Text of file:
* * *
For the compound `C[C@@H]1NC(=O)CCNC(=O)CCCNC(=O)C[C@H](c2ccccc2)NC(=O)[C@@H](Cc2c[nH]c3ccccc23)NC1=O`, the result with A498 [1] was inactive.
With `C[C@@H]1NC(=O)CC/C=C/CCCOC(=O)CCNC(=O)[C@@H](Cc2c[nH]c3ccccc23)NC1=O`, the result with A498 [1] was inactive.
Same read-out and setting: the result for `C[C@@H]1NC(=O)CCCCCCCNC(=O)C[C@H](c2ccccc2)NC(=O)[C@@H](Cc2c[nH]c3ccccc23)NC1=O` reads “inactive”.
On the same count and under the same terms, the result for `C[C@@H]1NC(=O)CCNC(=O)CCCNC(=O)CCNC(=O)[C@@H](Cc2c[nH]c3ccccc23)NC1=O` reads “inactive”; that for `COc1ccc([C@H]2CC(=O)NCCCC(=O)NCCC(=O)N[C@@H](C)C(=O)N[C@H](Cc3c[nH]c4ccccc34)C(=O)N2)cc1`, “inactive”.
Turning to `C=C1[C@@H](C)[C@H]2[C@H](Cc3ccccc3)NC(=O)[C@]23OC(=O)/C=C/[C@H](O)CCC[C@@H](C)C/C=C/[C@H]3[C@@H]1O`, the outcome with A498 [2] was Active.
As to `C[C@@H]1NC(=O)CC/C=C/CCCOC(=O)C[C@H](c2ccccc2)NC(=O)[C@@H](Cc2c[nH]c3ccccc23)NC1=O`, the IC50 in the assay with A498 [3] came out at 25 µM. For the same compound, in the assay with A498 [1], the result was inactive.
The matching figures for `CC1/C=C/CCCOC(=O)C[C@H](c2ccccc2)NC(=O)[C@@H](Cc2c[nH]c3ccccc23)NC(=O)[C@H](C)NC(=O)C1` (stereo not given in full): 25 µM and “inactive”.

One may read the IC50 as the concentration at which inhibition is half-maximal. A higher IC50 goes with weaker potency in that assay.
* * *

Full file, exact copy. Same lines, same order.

For the compound `C[C@@H]1NC(=O)CCNC(=O)CCCNC(=O)C[C@H](c2ccccc2)NC(=O)[C@@H](Cc2c[nH]c3ccccc23)NC1=O`, the result with A498 [1] was inactive.
With `C[C@@H]1NC(=O)CC/C=C/CCCOC(=O)CCNC(=O)[C@@H](Cc2c[nH]c3ccccc23)NC1=O`, the result with A498 [1] was inactive.
Same read-out and setting: the result for `C[C@@H]1NC(=O)CCCCCCCNC(=O)C[C@H](c2ccccc2)NC(=O)[C@@H](Cc2c[nH]c3ccccc23)NC1=O` reads “inactive”.
On the same count and under the same terms, the result for `C[C@@H]1NC(=O)CCNC(=O)CCCNC(=O)CCNC(=O)[C@@H](Cc2c[nH]c3ccccc23)NC1=O` reads “inactive”; that for `COc1ccc([C@H]2CC(=O)NCCCC(=O)NCCC(=O)N[C@@H](C)C(=O)N[C@H](Cc3c[nH]c4ccccc34)C(=O)N2)cc1`, “inactive”.
Turning to `C=C1[C@@H](C)[C@H]2[C@H](Cc3ccccc3)NC(=O)[C@]23OC(=O)/C=C/[C@H](O)CCC[C@@H](C)C/C=C/[C@H]3[C@@H]1O`, the outcome with A498 [2] was Active.
As to `C[C@@H]1NC(=O)CC/C=C/CCCOC(=O)C[C@H](c2ccccc2)NC(=O)[C@@H](Cc2c[nH]c3ccccc23)NC1=O`, the IC50 in the assay with A498 [3] came out at 25 µM. For the same compound, in the assay with A498 [1], the result was inactive.
The matching figures for `CC1/C=C/CCCOC(=O)C[C@H](c2ccccc2)NC(=O)[C@@H](Cc2c[nH]c3ccccc23)NC(=O)[C@H](C)NC(=O)C1` (stereo not given in full): 25 µM and “inactive”.

One may read the IC50 as the concentration at which inhibition is half-maximal. A higher IC50 goes with weaker potency in that assay.